Thursday, July 24, 2014
FAIRFIELD-SUISUN, CALIFORNIA
99 CENTS

Boudin SF enters Solano market, makes splash

Boudin SF 2_11_14

Baker Angela Ehmann, left, and head baker Irene Alvarez, right, form loaves of bread for baking at the Boudin SF “Sneak Peek Eats” event Tuesday in Vacaville. (Robinson Kuntz/Daily Republic)

By
From page A1 | February 12, 2014 |

VACAVILLE — They call Freda Way the ring leader.

That’s how Way, a Vacaville resident, and her group of friends, most of them former co-workers, ended up at Boudin SF in Vacaville on Tuesday afternoon during the business’s “Sneak Peek Eats” event to benefit Opportunity House.

“We will be back,” Way said, as she and her friends left the restaurant after a filling meal and loaded with bags of fresh French bread.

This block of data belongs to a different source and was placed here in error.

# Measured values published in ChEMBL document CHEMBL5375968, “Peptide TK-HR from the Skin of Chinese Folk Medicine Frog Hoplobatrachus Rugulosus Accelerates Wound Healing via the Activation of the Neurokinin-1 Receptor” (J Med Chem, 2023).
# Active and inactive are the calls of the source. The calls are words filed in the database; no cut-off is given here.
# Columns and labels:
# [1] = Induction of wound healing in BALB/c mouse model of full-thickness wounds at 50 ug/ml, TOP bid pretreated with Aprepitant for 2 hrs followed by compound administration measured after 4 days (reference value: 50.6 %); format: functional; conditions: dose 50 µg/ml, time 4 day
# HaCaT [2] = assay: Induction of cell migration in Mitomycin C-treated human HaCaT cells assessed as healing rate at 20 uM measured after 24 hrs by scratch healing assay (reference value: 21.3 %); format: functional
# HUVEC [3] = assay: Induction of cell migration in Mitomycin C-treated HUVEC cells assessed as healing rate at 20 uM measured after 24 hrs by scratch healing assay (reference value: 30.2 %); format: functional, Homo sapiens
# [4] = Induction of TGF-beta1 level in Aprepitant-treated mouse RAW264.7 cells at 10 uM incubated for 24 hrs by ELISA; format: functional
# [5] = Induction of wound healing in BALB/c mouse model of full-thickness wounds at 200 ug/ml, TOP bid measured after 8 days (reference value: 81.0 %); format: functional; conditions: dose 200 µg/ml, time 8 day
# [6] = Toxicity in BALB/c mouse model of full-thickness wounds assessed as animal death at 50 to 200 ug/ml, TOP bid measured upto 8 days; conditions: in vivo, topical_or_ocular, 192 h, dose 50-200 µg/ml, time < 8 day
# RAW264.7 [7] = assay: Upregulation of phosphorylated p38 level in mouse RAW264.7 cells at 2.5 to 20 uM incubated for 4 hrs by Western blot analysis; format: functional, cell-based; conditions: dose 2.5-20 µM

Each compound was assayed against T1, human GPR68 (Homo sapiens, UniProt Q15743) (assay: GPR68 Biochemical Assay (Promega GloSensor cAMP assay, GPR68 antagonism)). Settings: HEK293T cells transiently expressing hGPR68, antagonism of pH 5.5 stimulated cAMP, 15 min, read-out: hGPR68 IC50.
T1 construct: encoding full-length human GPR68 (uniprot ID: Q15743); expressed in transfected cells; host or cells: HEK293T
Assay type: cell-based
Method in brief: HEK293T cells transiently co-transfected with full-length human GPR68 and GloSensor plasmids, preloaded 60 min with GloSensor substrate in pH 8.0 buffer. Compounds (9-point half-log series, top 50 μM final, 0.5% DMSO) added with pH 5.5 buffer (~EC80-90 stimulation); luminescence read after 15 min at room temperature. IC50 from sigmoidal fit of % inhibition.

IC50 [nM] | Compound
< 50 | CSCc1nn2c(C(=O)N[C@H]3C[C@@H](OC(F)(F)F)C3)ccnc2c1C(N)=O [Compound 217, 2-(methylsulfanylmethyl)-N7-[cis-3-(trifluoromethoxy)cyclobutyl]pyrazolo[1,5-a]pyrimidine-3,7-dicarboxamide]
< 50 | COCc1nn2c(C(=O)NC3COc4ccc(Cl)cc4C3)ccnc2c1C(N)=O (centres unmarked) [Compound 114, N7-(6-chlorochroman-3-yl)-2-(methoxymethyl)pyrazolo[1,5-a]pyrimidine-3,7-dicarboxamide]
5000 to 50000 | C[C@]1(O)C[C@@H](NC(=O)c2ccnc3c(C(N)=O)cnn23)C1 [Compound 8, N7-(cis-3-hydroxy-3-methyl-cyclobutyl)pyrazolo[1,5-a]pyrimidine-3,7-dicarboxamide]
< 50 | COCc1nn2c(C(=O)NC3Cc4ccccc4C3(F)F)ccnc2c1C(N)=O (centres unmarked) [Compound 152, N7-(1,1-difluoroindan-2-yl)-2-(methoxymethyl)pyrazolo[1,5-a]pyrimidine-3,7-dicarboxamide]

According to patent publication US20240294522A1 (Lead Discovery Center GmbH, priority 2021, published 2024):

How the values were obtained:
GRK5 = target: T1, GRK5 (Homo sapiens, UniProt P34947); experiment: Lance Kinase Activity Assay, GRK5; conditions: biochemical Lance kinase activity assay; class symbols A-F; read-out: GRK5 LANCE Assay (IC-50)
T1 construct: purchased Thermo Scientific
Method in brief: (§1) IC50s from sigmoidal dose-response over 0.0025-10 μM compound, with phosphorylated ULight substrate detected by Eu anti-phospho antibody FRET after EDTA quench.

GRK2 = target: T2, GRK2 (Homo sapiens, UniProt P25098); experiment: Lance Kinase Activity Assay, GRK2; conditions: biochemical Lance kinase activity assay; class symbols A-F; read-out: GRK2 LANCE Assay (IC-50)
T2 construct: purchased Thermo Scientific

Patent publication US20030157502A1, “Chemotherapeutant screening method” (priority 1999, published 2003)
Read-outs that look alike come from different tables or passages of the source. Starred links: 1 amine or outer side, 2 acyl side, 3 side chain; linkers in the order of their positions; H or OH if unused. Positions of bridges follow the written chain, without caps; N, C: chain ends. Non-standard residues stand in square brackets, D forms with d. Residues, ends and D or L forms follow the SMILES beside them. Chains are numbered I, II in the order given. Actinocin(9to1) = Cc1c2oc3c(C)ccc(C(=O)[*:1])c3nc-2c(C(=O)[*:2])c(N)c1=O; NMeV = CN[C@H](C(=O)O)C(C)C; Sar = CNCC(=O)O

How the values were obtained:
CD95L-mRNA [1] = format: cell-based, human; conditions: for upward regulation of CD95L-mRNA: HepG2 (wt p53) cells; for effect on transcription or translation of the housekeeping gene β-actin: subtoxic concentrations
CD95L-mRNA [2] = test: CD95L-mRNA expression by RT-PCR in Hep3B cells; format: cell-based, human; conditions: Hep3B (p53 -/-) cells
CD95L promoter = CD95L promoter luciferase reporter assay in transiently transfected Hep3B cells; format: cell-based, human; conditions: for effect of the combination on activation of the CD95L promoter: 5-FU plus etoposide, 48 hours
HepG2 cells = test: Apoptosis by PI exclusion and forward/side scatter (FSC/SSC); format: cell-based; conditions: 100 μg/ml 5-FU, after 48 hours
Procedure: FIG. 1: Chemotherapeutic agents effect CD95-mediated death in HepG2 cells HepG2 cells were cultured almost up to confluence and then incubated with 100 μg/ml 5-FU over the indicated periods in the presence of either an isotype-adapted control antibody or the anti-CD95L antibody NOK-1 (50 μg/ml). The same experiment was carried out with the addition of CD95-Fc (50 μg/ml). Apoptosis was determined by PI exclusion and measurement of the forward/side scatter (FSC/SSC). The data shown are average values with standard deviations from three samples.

The fabled restaurant and bakery with its trademark Fisherman’s Wharf flagship location is set to open Thursday. The “Sneak Peek Eats” on Tuesday was the second of three sold-out days when the restaurant does a pseudo soft opening while holding an event for a local charity.

Diners, who heard about the event from various sources, hurried to gain one of the 1,500 spots on one of the three days that sold out within a couple of days. Diners were encouraged to make donations to Opportunity House while they enjoyed a free meal and the restaurant employees ironed out any kinks that could befall the opening of any business.

Victoria Montano, the director of marketing for Boudin, said that on average the local chosen charity for each opening brings in about $5,000.

“We do (this) at all the openings,” she said. She said that Opportunity House was chosen because it meets the company’s mission of benefiting women, children and families in transition.

“Opportunity House was chosen because it provides a safe, secure, drug-free and helpful environment for homeless people and families in Solano County,” Montano said.